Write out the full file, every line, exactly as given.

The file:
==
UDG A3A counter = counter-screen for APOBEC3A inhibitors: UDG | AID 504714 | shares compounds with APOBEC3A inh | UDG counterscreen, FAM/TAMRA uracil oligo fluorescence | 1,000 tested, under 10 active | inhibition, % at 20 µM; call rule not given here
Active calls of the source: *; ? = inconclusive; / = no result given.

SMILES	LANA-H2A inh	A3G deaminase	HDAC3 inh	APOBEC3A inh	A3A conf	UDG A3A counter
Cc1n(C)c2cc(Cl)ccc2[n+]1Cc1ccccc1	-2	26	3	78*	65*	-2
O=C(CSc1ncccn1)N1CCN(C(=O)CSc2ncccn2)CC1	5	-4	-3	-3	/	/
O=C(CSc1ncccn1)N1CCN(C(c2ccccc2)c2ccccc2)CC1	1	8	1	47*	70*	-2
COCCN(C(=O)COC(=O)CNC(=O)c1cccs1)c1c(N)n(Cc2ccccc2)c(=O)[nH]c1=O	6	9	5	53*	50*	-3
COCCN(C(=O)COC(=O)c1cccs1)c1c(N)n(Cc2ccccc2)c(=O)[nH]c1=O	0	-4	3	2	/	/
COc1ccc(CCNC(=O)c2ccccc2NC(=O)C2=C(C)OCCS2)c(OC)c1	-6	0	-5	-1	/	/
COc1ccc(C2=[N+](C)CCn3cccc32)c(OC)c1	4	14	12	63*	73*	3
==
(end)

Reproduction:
UDG A3A counter = counter-screen for APOBEC3A inhibitors: UDG | AID 504714 | shares compounds with APOBEC3A inh | UDG counterscreen, FAM/TAMRA uracil oligo fluorescence | 1,000 tested, under 10 active | inhibition, % at 20 µM; call rule not given here
Active calls of the source: *; ? = inconclusive; / = no result given.

SMILES	LANA-H2A inh	A3G deaminase	HDAC3 inh	APOBEC3A inh	A3A conf	UDG A3A counter
Cc1n(C)c2cc(Cl)ccc2[n+]1Cc1ccccc1	-2	26	3	78*	65*	-2
O=C(CSc1ncccn1)N1CCN(C(=O)CSc2ncccn2)CC1	5	-4	-3	-3	/	/
O=C(CSc1ncccn1)N1CCN(C(c2ccccc2)c2ccccc2)CC1	1	8	1	47*	70*	-2
COCCN(C(=O)COC(=O)CNC(=O)c1cccs1)c1c(N)n(Cc2ccccc2)c(=O)[nH]c1=O	6	9	5	53*	50*	-3
COCCN(C(=O)COC(=O)c1cccs1)c1c(N)n(Cc2ccccc2)c(=O)[nH]c1=O	0	-4	3	2	/	/
COc1ccc(CCNC(=O)c2ccccc2NC(=O)C2=C(C)OCCS2)c(OC)c1	-6	0	-5	-1	/	/
COc1ccc(C2=[N+](C)CCn3cccc32)c(OC)c1	4	14	12	63*	73*	3